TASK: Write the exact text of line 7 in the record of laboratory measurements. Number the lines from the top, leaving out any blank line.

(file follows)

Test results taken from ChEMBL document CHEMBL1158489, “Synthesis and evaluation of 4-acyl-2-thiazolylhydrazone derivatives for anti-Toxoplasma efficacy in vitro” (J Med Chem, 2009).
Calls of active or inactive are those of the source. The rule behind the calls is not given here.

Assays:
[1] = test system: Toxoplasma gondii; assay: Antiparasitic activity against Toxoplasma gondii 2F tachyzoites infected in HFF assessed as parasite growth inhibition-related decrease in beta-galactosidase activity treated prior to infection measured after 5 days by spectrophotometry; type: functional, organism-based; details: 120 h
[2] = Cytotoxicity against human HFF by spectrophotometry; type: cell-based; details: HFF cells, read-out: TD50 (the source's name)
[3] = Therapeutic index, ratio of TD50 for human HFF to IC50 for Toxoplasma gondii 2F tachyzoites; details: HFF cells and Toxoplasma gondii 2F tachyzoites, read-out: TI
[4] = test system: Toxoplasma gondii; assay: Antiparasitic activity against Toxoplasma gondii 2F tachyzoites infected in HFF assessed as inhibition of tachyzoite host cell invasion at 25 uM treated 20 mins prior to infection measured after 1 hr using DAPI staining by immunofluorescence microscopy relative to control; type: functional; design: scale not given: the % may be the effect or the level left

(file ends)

[4] = test system: Toxoplasma gondii; assay: Antiparasitic activity against Toxoplasma gondii 2F tachyzoites infected in HFF assessed as inhibition of tachyzoite host cell invasion at 25 uM treated 20 mins prior to infection measured after 1 hr using DAPI staining by immunofluorescence microscopy relative to control; type: functional; design: scale not given: the % may be the effect or the level left